On the Passing of Kenneth Noland
by Paul Theroux, Photo by Jaime Ardiles-Arce
Mysteries: Primal Blue, 2002, acrylic on canvas, 60” x 60”. Gift of Kenneth Noland to the Farnsworth Art Museum. Art © Estate of Kenneth Noland/Licensed by VAGA, New York, NY.
One of the greatest satisfactions of my life was having Ken Noland as a friend. That he was an artist was a bonus beyond measure, because the creative person allows access to his or her intimate thoughts. The work always tells you what’s on their mind.
The luminous vitality of Ken’s paintings lights up a room. His large retrospective at the Farnsworth in Rockland a few years ago was dazzling for its color, its coherence, its physicality, and most of all its sense of life—a celebration of life without representing a single human figure, reminding us that color is life. (Swimming fish have subtle color—some of them have Noland stripes—but dead on the slab most fish are gray.) A mere glance at a Noland painting is proof he was a happy man, confident of his achievement as an innovator, sharing his vision with you.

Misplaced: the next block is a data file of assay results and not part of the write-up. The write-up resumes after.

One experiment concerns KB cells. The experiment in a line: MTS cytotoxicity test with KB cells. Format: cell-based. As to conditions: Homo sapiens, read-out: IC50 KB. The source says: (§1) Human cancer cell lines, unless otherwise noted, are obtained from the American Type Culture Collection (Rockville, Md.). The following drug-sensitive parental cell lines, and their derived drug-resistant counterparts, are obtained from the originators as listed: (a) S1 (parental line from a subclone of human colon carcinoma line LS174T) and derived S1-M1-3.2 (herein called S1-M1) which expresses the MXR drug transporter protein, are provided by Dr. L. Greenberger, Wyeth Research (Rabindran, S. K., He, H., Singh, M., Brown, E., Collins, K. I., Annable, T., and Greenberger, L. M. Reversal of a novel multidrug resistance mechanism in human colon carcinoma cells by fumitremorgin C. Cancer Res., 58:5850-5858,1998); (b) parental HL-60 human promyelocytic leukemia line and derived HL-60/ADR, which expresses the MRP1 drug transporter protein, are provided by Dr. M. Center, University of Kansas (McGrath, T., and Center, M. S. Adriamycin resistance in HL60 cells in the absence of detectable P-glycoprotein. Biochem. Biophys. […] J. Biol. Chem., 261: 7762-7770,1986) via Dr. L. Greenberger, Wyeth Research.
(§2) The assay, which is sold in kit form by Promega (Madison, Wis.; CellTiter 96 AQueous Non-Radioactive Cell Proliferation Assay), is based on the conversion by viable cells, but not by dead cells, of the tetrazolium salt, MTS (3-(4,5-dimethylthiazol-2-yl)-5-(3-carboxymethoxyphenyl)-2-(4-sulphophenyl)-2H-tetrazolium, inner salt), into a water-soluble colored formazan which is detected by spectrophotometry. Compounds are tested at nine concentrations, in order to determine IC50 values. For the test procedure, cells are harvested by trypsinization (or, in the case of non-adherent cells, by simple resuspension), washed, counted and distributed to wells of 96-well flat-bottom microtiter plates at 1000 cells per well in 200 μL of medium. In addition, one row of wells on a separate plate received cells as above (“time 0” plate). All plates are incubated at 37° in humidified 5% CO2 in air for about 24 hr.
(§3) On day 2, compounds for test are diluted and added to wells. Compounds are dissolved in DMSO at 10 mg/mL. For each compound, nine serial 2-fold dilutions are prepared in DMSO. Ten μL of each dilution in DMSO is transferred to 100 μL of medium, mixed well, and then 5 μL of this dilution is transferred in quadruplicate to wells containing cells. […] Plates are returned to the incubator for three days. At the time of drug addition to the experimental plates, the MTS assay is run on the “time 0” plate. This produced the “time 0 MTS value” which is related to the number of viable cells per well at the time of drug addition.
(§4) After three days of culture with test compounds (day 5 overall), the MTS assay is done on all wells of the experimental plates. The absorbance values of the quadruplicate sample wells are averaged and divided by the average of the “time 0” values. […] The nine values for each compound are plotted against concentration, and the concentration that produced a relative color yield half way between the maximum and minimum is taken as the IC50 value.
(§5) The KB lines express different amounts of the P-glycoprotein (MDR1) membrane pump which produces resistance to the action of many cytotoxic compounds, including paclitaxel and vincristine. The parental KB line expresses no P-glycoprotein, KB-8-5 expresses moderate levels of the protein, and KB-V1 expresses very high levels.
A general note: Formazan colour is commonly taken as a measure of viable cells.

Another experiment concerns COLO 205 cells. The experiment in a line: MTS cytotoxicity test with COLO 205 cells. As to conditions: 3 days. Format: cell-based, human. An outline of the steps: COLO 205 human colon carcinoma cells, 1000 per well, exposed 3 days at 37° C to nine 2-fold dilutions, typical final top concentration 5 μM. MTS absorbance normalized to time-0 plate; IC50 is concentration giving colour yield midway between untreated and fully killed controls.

A friend is someone to whom you are free to say any damn thing that comes into your head. That freedom epitomized my friendship with Ken. We had the same birthday, April 10, and that gave us an affinity. He was not very old when he died—85 isn’t ancient; we went fishing just last summer up the St. George River on a cold and drizzly day, and he was bantering most of the time. A few years ago we were rowing together in Wheeler Bay. He came from another age, a dramatically different place: Asheville, North Carolina, in the segregated South, and he had clear memories of those injustices. He loved the paintings of Matisse. He loved fishing. He loved Maine. He loved painting. He loved his wife and was loved in return.